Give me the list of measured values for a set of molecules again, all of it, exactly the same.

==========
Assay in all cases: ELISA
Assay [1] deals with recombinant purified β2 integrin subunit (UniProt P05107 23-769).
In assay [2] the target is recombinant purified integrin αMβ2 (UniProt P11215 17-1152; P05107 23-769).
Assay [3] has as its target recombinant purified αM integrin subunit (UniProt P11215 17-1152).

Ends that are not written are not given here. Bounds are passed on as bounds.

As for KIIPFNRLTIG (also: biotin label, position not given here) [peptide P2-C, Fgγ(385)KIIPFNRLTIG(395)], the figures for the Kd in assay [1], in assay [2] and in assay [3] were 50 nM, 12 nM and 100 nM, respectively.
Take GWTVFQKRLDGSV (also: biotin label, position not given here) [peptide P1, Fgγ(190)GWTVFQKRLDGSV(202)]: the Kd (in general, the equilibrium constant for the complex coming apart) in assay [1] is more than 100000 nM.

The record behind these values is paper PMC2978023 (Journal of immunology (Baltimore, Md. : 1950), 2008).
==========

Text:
Assay in all cases: ELISA
Assay [1] deals with recombinant purified β2 integrin subunit (UniProt P05107 23-769).
In assay [2] the target is recombinant purified integrin αMβ2 (UniProt P11215 17-1152; P05107 23-769).
Assay [3] has as its target recombinant purified αM integrin subunit (UniProt P11215 17-1152).

Ends that are not written are not given here. Bounds are passed on as bounds.

As for KIIPFNRLTIG (also: biotin label, position not given here) [peptide P2-C, Fgγ(385)KIIPFNRLTIG(395)], the figures for the Kd in assay [1], in assay [2] and in assay [3] were 50 nM, 12 nM and 100 nM, respectively.
Take GWTVFQKRLDGSV (also: biotin label, position not given here) [peptide P1, Fgγ(190)GWTVFQKRLDGSV(202)]: the Kd (in general, the equilibrium constant for the complex coming apart) in assay [1] is more than 100000 nM.

The record behind these values is paper PMC2978023 (Journal of immunology (Baltimore, Md. : 1950), 2008).